The Year of St. Joseph
By: Cole Hamilton
Reminder: it is currently the Year of St. Joseph. I remember talking to plenty of hyped-up, excited Catholics when 2021 was officially dedicated to St. Joseph. I of course joined in this excitement, but over the past few months, there have been several times when my joining the Church in honoring this incredible saint has become like a forgotten New Year’s resolution. How can we, as members of the Catholic Church, continue to recognize the importance of this declaration and encourage others to do the same?
The year 2020 will surely be remembered for the rest of our lives. The coronavirus pandemic completely changed the way we live as human beings and it continues to affect our lives even today. Pope Francis added another historical moment to this past year in announcing the Year of St. Joseph on December 8. This declaration came exactly 150 years after Pope Pius IX proclaimed St. Joseph to be the patron of the Universal Church on December 8, 1870, an event that consecrated the Church to the humble saint in a profound way. While seeking to honor this momentous anniversary, the pope’s dedication of the current year to St. Joseph comes also during a time of strife and brokenness throughout the entire world. With people making unnoticed sacrifices to help the elderly and sick during the pandemic, millions unable to find work, and families struggling to be led by true fathers, the Holy Father continues to urge the Church to turn to St. Joseph for support and guidance; what a beautiful way to face the uncertainties of this year.
Pope Francis’s realization of the necessity of St. Joseph is something that all the faithful should study and bring to prayer. Joseph’s willingness to serve the Holy Family, openness to the gifts of the Holy Spirit, and protection of the mystical Body of Christ provide amazing examples of how we can become more like him in virtue and charity. In each of these services, St. Joseph teaches complete humility; he played an integral part in Salvation History yet only willed others to know the glory of Jesus Christ.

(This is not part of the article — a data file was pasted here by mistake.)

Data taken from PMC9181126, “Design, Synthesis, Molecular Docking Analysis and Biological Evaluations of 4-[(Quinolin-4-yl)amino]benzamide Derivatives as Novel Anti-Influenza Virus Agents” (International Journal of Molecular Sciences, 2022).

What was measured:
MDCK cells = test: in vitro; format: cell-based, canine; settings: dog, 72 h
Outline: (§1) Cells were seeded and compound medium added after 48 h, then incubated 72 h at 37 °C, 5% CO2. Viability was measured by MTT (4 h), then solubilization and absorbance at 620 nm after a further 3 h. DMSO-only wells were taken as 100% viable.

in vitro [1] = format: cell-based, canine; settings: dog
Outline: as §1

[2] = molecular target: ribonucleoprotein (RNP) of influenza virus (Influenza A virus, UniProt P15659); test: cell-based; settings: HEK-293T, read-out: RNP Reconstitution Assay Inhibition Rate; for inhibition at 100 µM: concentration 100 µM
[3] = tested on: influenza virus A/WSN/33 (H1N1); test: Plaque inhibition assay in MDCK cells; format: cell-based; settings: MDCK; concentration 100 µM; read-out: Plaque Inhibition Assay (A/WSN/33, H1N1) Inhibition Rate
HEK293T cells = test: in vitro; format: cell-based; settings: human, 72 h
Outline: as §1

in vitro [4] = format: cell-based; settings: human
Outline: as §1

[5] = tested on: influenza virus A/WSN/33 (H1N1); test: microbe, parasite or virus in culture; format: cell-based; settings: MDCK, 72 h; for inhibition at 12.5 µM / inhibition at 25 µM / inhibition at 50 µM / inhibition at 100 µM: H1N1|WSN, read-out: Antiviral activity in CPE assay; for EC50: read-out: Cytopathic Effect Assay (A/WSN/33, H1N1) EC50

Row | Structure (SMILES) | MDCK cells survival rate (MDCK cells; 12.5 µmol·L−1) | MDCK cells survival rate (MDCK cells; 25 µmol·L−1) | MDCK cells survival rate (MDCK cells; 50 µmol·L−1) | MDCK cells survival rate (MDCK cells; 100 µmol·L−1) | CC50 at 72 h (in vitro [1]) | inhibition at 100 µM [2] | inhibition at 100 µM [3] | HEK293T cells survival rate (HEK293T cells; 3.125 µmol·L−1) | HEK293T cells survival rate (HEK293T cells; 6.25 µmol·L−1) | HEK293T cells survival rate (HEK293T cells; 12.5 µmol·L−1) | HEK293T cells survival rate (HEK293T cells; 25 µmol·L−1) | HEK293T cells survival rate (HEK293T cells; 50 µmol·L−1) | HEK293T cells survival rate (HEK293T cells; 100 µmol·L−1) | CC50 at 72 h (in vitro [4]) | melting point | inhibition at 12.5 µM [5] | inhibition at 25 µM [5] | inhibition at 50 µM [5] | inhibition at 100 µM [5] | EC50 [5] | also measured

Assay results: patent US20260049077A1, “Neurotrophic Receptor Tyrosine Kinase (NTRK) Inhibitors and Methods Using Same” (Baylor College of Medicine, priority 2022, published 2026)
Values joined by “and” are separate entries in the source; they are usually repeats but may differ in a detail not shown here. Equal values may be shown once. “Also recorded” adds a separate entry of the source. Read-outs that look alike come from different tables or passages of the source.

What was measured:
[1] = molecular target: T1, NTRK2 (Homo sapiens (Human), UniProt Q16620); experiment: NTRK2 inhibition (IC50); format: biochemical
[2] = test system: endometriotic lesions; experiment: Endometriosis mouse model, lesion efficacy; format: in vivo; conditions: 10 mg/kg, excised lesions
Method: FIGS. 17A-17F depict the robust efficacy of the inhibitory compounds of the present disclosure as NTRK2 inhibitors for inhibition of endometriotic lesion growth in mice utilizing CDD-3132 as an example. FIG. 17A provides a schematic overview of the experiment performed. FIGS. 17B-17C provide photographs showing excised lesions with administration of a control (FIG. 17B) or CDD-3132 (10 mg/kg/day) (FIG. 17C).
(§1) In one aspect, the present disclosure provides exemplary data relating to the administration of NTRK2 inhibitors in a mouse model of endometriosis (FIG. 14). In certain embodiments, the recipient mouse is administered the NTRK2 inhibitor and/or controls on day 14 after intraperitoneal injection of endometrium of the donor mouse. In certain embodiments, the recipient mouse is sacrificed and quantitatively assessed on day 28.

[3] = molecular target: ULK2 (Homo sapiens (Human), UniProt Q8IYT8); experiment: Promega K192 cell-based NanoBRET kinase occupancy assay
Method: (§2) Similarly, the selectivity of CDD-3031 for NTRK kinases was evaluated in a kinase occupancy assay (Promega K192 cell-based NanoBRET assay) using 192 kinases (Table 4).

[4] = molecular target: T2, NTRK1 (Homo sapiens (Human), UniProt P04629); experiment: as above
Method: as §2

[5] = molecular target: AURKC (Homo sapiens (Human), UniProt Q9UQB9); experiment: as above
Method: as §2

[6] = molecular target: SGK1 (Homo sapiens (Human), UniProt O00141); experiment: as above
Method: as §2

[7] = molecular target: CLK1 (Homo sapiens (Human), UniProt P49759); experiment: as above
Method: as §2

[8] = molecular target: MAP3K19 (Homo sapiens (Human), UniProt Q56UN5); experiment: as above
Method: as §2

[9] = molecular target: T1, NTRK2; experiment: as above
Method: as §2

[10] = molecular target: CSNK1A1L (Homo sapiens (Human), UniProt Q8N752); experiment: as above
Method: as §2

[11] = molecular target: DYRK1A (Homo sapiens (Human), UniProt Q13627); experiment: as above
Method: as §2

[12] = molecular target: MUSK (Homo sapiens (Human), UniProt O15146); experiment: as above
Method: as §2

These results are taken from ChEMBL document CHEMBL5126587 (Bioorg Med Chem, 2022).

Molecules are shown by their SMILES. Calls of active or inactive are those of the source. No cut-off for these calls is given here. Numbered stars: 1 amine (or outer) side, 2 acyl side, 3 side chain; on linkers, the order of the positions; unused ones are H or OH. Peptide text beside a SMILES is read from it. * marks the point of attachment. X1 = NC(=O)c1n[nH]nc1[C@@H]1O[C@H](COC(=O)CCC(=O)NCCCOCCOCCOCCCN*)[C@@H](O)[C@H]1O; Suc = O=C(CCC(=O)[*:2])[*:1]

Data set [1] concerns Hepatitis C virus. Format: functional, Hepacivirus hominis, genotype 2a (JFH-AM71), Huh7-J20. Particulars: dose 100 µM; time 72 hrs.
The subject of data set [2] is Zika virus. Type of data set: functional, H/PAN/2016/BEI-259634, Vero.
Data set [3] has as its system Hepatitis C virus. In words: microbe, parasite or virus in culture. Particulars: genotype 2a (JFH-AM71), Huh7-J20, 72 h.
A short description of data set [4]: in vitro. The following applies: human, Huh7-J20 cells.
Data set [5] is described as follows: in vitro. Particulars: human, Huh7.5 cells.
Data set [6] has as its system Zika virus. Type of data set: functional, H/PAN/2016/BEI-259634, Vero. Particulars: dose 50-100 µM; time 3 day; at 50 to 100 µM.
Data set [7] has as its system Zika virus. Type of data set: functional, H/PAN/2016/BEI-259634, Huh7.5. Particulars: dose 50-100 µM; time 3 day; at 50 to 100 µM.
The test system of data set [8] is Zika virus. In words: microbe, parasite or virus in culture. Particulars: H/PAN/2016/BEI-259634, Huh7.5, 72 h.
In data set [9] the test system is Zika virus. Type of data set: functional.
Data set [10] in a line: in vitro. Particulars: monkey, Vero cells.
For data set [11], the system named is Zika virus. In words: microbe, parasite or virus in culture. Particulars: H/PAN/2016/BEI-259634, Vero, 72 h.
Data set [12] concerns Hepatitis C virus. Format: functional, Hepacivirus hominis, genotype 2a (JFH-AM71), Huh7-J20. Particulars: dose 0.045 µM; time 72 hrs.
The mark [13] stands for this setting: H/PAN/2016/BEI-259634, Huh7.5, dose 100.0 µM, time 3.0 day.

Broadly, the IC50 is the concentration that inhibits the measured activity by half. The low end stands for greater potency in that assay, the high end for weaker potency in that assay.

In addition to reflecting on the life of Joseph, Head of the Family, the Church provides concrete ways to join her this year in gaining special graces. A plenary indulgence, or the remission of temporal punishment due to sin, can be received through specific acts in addition to sacramental confession, receiving Jesus in the Eucharist, and prayer for the pope’s intentions. In expanding upon the literal definition of indulgences, St. Pope John Paul II describes them as an aid for the real conversion that leads to happiness, essentially restoring and repairing the consequences of our sin without the suffering that would normally accompany it. During this year, actions such as praying for the unemployed, reciting the Litany of St. Joseph for persecuted Christians, entrusting daily work to St. Joseph the Worker, praying the rosary with our families, or honoring Joseph with an act of piety/approved prayer on Wednesdays are all relatively simple ways for us to partake in the indulgences the Church provides.
Let us strive to honor St. Joseph and pray for his intercession this entire year. As our spiritual father, he longs to adopt us as his children and help us. Yes, the year 2021 may also be marred with struggles and fears, but we should take confidence in knowing that we all can turn to St. Joseph for strength.
St. Joseph, pray for us.
Decree of The Apostolic Plenary Indulgence: